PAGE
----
The right wing had little success as the Provincial Rights Party winning only 8 of the 54 seats in the 1912 election. Members decided to revert to their Party’s original Conservative name.

William Bartley Willoughby, LLB. a MLA from Moose Jaw assumed the leadership of both the Party and His Majesty’s Loyal Opposition. He spent a good deal of his time uniting his caucus and establishing riding associations throughout the province, ensuring fundraising and membership recruitment was done on a local level.

Saskatchewan suffered growing pains due to an influx of immigrants, many from what during WW1 were enemy nations, rudimentary infrastructure [roads, schools, hospitals], and the war itself. Unemployment added to suspicions, dislike became both hatred, and rabid nationalism. Internment and work camps were established. Male members of immigrant families were arbitrarily interred, prohibition was legislated and schools were expected to Canadianize students by eradicating ethnic languages and customs.

Premier Scott’s amendment to the School Act [1913] requiring families belonging to minority religions to support separate schools through taxation created a backlash in the predominately Protestant, Anglo-Canadian citizens. They saw the Roman Catholic Church as gaining too much sway. Life became very unpleasant.

One piece of legislation that was momentous was the enfranchisement of women in 1916, a move led by the Conservative member John Ernest Bradshaw, former mayor from Prince Albert.

The Party lost favor due to the federal Conservative’s support of conscription. They won only 7 seats in the 1917 election. This in spite of J.E. Bradshaw’s success at proving two charges of corruption against the Liberal government of W. Scott [diverting highway monies to pay for Liberal organizers, and MLA’s accepting bribes from the pro-liquor interests]. Bradshaw himself lost his P.A seat.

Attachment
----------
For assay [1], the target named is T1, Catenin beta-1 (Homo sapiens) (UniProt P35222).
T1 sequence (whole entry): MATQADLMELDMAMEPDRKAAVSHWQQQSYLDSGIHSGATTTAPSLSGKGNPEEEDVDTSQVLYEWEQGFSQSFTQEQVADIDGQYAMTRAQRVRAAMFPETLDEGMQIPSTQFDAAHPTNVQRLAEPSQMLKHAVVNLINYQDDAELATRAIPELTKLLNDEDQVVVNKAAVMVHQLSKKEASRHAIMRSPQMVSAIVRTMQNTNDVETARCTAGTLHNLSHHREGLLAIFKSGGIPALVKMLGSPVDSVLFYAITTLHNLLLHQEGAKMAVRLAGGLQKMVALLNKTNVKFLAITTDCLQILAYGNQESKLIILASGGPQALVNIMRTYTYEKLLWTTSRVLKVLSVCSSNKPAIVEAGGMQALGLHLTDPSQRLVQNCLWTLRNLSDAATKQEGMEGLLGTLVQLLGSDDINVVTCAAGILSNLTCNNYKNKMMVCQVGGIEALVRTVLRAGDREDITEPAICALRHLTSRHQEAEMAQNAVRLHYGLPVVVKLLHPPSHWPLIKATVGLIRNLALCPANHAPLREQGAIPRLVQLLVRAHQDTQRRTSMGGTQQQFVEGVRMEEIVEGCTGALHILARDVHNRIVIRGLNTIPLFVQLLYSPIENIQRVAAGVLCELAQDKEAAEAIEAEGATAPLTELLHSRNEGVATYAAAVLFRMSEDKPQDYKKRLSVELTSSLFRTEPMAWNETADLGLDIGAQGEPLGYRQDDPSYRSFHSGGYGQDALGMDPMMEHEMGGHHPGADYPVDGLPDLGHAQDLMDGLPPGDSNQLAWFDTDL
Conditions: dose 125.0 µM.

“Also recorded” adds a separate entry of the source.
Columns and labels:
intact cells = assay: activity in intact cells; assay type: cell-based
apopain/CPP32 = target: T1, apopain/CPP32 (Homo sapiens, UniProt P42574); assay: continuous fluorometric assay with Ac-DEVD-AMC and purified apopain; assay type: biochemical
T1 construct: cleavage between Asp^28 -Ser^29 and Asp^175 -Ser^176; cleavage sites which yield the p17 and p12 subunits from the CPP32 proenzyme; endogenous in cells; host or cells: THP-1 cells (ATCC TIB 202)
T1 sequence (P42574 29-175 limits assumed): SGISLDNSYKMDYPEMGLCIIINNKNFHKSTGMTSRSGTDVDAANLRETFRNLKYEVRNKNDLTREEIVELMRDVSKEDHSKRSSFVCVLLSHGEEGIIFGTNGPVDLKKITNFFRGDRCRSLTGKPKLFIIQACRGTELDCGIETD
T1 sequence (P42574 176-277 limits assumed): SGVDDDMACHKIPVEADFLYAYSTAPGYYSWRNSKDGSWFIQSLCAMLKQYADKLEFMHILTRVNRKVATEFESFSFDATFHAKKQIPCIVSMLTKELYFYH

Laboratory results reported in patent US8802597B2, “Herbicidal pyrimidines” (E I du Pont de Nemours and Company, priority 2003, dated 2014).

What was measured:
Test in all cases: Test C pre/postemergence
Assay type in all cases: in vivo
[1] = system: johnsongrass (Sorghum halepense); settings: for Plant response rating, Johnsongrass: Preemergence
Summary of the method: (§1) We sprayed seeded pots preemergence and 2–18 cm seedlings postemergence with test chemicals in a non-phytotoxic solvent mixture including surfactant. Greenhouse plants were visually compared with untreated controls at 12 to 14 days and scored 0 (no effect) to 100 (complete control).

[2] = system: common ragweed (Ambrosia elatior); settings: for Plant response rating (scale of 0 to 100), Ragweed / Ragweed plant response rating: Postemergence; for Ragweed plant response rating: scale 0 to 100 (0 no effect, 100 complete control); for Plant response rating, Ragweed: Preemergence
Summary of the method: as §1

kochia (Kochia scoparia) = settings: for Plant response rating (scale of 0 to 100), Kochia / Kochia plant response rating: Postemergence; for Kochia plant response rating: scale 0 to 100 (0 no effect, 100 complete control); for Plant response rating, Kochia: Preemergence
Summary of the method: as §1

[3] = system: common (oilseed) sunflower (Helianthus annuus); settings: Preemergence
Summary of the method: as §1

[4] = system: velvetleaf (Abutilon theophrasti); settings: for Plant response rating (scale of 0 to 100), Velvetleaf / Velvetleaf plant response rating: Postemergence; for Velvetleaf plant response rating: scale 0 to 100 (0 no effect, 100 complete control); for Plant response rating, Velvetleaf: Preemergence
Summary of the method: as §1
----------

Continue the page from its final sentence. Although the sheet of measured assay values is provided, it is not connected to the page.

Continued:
Willoughby was appointed to the Canadian Senate where he assumed leadership of the Conservative senators, and Donald Maclean, LLB, from Saskatoon, became leader of the Party and the Opposition. The Conservatives continued the battle against multilingualism and multiculturalism and the government responded by amending the School Act in both 1917 and 1918. This made schooling compulsory for ages 7-14 and limited the use of ‘ethnic’ languages in schools.

When Premier Martin amended the School Act of 1918 he appointed Dr. James Milton Anderson, superintendent of Yorkton Schools, as Director of Education in Regina with the “special responsibility to ensure that school boards and teachers in ‘ethnic’ districts obeyed the law with respect to educating their children in English”.1

Farm activists became political and entered the arena under the Progressive banner at both the provincial [Alta. and Man.], and the federal level. Donald Maclean resigned his leadership to accept a position on the Bench just 2 months before the1921 election, leaving the Conservatives bereft of both a leader and the role of Opposition, and with only 3 members in the House. The Liberals under Wm Martin, won with a majority. He however had lost the respect of the farm vote by supporting W.R. Motherwell rather than a Progressive for M.P., and Charles Dunning became Saskatchewan’s third Premier in 1922.

Dr. Anderson, bitterly disappointed at being removed as Director of Education, succumbed to the pleas of the Conservative Party to assume the mantle of leadership of the decimated Party in 1924.

The Liberals, with the backing of the farm vote, again won handily in the 1925 election. The government was besieged by the problems of prohibition, heavy immigration, the arrival of the KluKlux Klan, and the fear expressed by the Protestant, largely British population that they were being inundated by Catholics and non-British peasants. . Dunning was seconded to the Federal Liberal government of McKenzie King and James Gardiner succeeded as Premier in Feb. 1926.

1 pp 2, Saskatchewan Politicians, Lives Past and Present Canadian Plains Research Center, U. of R. 2004 Eds. Mlazgar & Quiring